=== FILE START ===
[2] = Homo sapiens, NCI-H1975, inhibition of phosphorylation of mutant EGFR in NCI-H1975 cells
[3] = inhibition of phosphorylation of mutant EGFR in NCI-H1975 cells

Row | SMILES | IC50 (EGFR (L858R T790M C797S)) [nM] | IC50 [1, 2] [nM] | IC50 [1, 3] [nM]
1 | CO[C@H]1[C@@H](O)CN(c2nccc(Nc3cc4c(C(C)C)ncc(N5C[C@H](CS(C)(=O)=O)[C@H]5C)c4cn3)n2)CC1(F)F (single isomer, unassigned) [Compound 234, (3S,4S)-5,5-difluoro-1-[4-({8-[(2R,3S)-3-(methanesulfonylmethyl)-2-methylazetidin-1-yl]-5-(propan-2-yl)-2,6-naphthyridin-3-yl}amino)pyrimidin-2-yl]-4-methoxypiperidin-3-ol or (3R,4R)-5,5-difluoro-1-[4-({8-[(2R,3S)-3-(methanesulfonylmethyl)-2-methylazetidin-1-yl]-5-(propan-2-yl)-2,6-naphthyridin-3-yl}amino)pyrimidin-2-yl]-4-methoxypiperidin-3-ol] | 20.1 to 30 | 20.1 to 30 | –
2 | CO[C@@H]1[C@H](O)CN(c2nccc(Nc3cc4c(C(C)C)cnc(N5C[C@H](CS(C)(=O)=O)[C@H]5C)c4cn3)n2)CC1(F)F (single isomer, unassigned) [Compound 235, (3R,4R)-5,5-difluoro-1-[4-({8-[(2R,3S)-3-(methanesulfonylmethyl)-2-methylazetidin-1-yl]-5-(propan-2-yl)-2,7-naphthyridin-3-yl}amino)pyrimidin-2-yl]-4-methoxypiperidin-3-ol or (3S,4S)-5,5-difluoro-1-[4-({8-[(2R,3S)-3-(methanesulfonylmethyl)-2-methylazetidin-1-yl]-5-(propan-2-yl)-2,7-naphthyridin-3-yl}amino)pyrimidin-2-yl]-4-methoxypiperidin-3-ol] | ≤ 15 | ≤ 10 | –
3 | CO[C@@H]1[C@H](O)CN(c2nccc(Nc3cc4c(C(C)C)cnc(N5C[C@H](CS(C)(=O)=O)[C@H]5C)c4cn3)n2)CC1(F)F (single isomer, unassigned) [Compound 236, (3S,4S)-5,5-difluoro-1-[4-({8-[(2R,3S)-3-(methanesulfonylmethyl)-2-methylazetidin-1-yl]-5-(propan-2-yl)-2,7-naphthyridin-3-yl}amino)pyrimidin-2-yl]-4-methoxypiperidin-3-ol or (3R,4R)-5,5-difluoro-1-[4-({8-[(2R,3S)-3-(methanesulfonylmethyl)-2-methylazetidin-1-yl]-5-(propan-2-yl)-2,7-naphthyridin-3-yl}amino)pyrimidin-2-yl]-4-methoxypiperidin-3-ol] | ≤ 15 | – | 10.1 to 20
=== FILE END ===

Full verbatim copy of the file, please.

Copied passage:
[2] = Homo sapiens, NCI-H1975, inhibition of phosphorylation of mutant EGFR in NCI-H1975 cells
[3] = inhibition of phosphorylation of mutant EGFR in NCI-H1975 cells

Row | SMILES | IC50 (EGFR (L858R T790M C797S)) [nM] | IC50 [1, 2] [nM] | IC50 [1, 3] [nM]
1 | CO[C@H]1[C@@H](O)CN(c2nccc(Nc3cc4c(C(C)C)ncc(N5C[C@H](CS(C)(=O)=O)[C@H]5C)c4cn3)n2)CC1(F)F (single isomer, unassigned) [Compound 234, (3S,4S)-5,5-difluoro-1-[4-({8-[(2R,3S)-3-(methanesulfonylmethyl)-2-methylazetidin-1-yl]-5-(propan-2-yl)-2,6-naphthyridin-3-yl}amino)pyrimidin-2-yl]-4-methoxypiperidin-3-ol or (3R,4R)-5,5-difluoro-1-[4-({8-[(2R,3S)-3-(methanesulfonylmethyl)-2-methylazetidin-1-yl]-5-(propan-2-yl)-2,6-naphthyridin-3-yl}amino)pyrimidin-2-yl]-4-methoxypiperidin-3-ol] | 20.1 to 30 | 20.1 to 30 | –
2 | CO[C@@H]1[C@H](O)CN(c2nccc(Nc3cc4c(C(C)C)cnc(N5C[C@H](CS(C)(=O)=O)[C@H]5C)c4cn3)n2)CC1(F)F (single isomer, unassigned) [Compound 235, (3R,4R)-5,5-difluoro-1-[4-({8-[(2R,3S)-3-(methanesulfonylmethyl)-2-methylazetidin-1-yl]-5-(propan-2-yl)-2,7-naphthyridin-3-yl}amino)pyrimidin-2-yl]-4-methoxypiperidin-3-ol or (3S,4S)-5,5-difluoro-1-[4-({8-[(2R,3S)-3-(methanesulfonylmethyl)-2-methylazetidin-1-yl]-5-(propan-2-yl)-2,7-naphthyridin-3-yl}amino)pyrimidin-2-yl]-4-methoxypiperidin-3-ol] | ≤ 15 | ≤ 10 | –
3 | CO[C@@H]1[C@H](O)CN(c2nccc(Nc3cc4c(C(C)C)cnc(N5C[C@H](CS(C)(=O)=O)[C@H]5C)c4cn3)n2)CC1(F)F (single isomer, unassigned) [Compound 236, (3S,4S)-5,5-difluoro-1-[4-({8-[(2R,3S)-3-(methanesulfonylmethyl)-2-methylazetidin-1-yl]-5-(propan-2-yl)-2,7-naphthyridin-3-yl}amino)pyrimidin-2-yl]-4-methoxypiperidin-3-ol or (3R,4R)-5,5-difluoro-1-[4-({8-[(2R,3S)-3-(methanesulfonylmethyl)-2-methylazetidin-1-yl]-5-(propan-2-yl)-2,7-naphthyridin-3-yl}amino)pyrimidin-2-yl]-4-methoxypiperidin-3-ol] | ≤ 15 | – | 10.1 to 20